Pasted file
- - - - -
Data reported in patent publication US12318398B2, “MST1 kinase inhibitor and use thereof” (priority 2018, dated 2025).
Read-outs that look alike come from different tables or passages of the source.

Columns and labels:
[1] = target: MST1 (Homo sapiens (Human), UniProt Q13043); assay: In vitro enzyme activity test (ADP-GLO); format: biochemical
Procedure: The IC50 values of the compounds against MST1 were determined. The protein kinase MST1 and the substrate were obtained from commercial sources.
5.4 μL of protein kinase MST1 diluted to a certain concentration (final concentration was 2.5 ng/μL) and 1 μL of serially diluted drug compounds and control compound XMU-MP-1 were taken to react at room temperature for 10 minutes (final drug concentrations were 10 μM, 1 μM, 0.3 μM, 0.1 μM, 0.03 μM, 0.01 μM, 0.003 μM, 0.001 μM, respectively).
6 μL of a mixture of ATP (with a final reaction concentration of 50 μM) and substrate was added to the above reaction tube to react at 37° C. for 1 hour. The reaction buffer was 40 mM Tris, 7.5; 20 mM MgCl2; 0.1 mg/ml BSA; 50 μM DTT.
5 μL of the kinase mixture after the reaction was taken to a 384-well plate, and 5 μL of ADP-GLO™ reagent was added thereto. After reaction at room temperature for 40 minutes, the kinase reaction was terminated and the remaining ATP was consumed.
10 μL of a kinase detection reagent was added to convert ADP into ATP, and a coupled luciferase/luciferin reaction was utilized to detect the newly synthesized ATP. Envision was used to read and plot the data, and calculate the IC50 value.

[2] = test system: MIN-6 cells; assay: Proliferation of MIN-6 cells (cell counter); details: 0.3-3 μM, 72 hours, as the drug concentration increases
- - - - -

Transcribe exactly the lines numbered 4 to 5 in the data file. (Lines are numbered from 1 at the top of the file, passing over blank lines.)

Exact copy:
[1] = target: MST1 (Homo sapiens (Human), UniProt Q13043); assay: In vitro enzyme activity test (ADP-GLO); format: biochemical
Procedure: The IC50 values of the compounds against MST1 were determined. The protein kinase MST1 and the substrate were obtained from commercial sources.